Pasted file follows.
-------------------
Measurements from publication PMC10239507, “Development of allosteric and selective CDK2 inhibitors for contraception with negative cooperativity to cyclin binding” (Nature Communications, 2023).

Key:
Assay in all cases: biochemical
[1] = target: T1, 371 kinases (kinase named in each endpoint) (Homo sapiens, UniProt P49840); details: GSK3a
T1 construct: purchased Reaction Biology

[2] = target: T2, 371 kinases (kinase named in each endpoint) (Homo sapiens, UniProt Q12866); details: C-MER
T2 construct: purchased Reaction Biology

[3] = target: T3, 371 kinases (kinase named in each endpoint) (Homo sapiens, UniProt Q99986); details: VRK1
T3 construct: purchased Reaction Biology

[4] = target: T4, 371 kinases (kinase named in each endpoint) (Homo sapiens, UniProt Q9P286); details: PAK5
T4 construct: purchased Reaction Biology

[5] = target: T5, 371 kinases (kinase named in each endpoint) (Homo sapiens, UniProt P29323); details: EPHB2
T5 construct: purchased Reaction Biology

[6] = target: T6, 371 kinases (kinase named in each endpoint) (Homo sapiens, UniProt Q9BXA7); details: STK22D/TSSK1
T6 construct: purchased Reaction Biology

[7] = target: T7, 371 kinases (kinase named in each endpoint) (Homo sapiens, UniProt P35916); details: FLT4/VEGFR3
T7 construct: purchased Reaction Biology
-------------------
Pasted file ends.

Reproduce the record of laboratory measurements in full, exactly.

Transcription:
Measurements from publication PMC10239507, “Development of allosteric and selective CDK2 inhibitors for contraception with negative cooperativity to cyclin binding” (Nature Communications, 2023).

Key:
Assay in all cases: biochemical
[1] = target: T1, 371 kinases (kinase named in each endpoint) (Homo sapiens, UniProt P49840); details: GSK3a
T1 construct: purchased Reaction Biology

[2] = target: T2, 371 kinases (kinase named in each endpoint) (Homo sapiens, UniProt Q12866); details: C-MER
T2 construct: purchased Reaction Biology

[3] = target: T3, 371 kinases (kinase named in each endpoint) (Homo sapiens, UniProt Q99986); details: VRK1
T3 construct: purchased Reaction Biology

[4] = target: T4, 371 kinases (kinase named in each endpoint) (Homo sapiens, UniProt Q9P286); details: PAK5
T4 construct: purchased Reaction Biology

[5] = target: T5, 371 kinases (kinase named in each endpoint) (Homo sapiens, UniProt P29323); details: EPHB2
T5 construct: purchased Reaction Biology

[6] = target: T6, 371 kinases (kinase named in each endpoint) (Homo sapiens, UniProt Q9BXA7); details: STK22D/TSSK1
T6 construct: purchased Reaction Biology

[7] = target: T7, 371 kinases (kinase named in each endpoint) (Homo sapiens, UniProt P35916); details: FLT4/VEGFR3
T7 construct: purchased Reaction Biology